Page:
Calne Circuit, Wiltshire
Transcription of Article in the Christian Messenger by Rev. Arthur Haigh
No one can adequately record the amount of toil, or estimate the value of the prayers of the devoted men and women who in the past days helped to establish our circuits. To these we owe an incalculable debt. The Calne Circuit of to-day consists of ten societies with a membership of 258 It was formed in 1883, from Chippenham with Rev. Samuel Bryant as its first superintendent. The Seend Cleeve Branch of the Chippenham Circuit became merged in the new one. At that time we had eleven chapels and two preaching places. One chapel has since been transferred to the Wesleyan Methodists, and the cottage preaching places for adequate reasons had to be given up.
The old minute book tells something of the struggles and triumphs of our forefathers. They were strict disciplinarians. Cases of neglect of appointment were bravely dealt with, They were jealous for the honour and the moral integrity of the members of the various societies. One admires their spirit of independence. At one time it seemed as if the Seend Cleeve Branch, much against the will of the brethren, would become a mission. They fought hard against this. Here is a resolution of which perhaps the Conference never heard: “That if the Branch can be made into a mission at Conference, that there be but one quarterly collection at each place; and that Camp Meeting collections then be for the respective Chapel Funds where these are held, instead of for the Branch Funds as now.” They never became a mission. Occasionally unconscious humour crept into the serious deliberations of the brethren. When it was gravely decided to have a “Light” collection, it was not that they had no financial embarrassment, though at first reading one could easily surmise that, and wonder why they did not ask for a “Heavy” collection; until it strikes us that their real meaning was for an offertory to pay the expenses of illuminating their places of worship.
Calne, the head of the circuit, is an ancient borough which for long years had the privilege of sending two members to Parliament. The Reform Act of 1832, abrogated this right. The town has had a chequered history. It has suffered from flood and fire. The sound of war has been heard in its streets, and occasionally it has been the temporary residence of kings. It stands on a little river, the Marden, “which with many a twist and turn round the base of wooded hills, and across the rich grass flats, runs a ten mile course that ends in the Bristol Avon, a short distance from Chippenham.” In the year 978, the chief Witan, or Parliament of the English nation met at Calne. According to the Anglo-Saxon Chronicle this meeting was marked by a catastrophe. The ?oor of the upper chamber gave way and all fell except Archbishop Dunstan, who alone supported himself on a beam. Some were grievously wounded and some did not escape with life. Calne is situated in a district full of historical associations. Avebury, but a few miles away, has the remains of the largest heathen temple in the world. At Silbury near Avebury, is the largest artificial mound in Europe. Not far from our chapel at Chittoe is Sloperton Cottage, at one time the residence of Tom Moore, the poet. The Marquis of Lansdowne’s country seat, Bowood, is near Calne.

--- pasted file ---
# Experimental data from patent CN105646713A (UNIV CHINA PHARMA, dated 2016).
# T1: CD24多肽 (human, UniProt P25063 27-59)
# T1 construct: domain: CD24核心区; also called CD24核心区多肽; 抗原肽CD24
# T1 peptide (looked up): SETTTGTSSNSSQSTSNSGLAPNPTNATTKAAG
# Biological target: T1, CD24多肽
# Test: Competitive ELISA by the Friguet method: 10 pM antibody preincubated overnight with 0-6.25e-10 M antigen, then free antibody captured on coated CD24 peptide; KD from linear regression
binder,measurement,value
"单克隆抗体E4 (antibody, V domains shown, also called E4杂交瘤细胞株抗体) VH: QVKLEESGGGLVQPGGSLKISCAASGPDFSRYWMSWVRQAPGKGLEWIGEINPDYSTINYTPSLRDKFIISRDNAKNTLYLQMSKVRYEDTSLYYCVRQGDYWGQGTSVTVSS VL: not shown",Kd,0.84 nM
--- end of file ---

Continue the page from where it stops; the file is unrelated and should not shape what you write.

The Primitive Methodists first visited Calne in the summer of 1829, when open-air services were held in various parts of the town. In the autumn of that year, Mary Hill of Bollings Lane, opened her house to the preachers, and it afterwards became known as “the Chapel House.” The old Unitarian Chapel (now the Salvation Army Barracks) was taken over in 1836, at a rental of four pounds per year. Owing to the poverty of the early members this had to be given up and the Society met again in Sister Hill’s house. In the year 1846, the Unitarian Chapel was again taken, this time at a rental of two pounds per annum. The cause began to prosper in spite of opposition, until it received a set back in 1865 through the conduct of two of its leading officials, from which it took years to recover.